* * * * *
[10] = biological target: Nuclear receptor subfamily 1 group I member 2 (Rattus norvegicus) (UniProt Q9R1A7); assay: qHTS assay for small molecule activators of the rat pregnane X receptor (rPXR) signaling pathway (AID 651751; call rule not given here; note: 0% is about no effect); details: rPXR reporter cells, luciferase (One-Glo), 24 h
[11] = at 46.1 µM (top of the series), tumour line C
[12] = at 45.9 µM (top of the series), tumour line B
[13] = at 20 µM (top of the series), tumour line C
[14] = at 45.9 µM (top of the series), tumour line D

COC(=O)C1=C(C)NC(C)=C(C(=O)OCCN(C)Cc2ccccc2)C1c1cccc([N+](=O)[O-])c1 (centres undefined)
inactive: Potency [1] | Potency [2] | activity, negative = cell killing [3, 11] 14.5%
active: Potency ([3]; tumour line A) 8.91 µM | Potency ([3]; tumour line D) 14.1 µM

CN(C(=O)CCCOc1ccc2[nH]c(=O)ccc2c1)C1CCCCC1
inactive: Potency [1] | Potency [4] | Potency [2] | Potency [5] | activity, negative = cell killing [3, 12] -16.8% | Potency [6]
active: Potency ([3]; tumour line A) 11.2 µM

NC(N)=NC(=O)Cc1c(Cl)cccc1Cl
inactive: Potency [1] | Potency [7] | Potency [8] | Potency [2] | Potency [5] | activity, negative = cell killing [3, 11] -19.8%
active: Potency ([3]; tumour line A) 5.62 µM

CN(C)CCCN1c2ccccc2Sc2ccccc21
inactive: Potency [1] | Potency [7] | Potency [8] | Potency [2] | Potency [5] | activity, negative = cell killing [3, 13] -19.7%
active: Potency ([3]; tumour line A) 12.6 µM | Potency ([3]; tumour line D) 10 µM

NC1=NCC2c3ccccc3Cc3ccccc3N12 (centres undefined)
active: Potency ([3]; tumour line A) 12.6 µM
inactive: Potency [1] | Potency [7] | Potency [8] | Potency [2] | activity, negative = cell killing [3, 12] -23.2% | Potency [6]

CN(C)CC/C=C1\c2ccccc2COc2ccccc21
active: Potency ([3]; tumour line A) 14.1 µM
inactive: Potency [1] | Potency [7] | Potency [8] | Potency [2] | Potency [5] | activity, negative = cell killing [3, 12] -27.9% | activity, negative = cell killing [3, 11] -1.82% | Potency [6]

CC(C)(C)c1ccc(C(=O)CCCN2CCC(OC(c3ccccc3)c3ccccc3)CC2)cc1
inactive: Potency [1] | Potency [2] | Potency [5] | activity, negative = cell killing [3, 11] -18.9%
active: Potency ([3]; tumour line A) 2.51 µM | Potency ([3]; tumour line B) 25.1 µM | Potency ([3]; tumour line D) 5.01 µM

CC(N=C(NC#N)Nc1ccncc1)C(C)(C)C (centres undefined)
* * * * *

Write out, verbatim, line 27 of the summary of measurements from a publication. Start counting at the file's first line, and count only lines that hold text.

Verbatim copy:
CC(N=C(NC#N)Nc1ccncc1)C(C)(C)C (centres undefined)